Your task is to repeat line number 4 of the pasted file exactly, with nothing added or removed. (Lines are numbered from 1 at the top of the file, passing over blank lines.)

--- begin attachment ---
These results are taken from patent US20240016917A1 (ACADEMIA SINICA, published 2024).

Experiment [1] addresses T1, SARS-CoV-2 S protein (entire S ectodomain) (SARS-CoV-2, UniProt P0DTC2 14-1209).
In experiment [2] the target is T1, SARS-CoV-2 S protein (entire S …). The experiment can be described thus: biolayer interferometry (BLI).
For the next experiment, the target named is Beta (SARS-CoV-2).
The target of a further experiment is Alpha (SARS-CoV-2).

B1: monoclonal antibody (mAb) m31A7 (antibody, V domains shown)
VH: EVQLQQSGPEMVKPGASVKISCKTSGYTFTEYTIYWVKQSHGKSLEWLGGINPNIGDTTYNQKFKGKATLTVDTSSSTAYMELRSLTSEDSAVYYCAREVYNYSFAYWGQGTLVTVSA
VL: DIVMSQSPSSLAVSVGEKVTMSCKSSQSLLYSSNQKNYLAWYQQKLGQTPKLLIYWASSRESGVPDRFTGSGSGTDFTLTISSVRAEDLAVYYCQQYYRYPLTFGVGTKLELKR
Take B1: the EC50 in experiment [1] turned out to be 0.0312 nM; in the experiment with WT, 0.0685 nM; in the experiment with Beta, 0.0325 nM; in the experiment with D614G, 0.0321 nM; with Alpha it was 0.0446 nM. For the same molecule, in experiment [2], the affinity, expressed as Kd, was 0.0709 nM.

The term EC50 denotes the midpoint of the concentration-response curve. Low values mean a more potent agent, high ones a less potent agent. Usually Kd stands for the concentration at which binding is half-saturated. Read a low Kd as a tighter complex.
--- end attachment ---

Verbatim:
For the next experiment, the target named is Beta (SARS-CoV-2).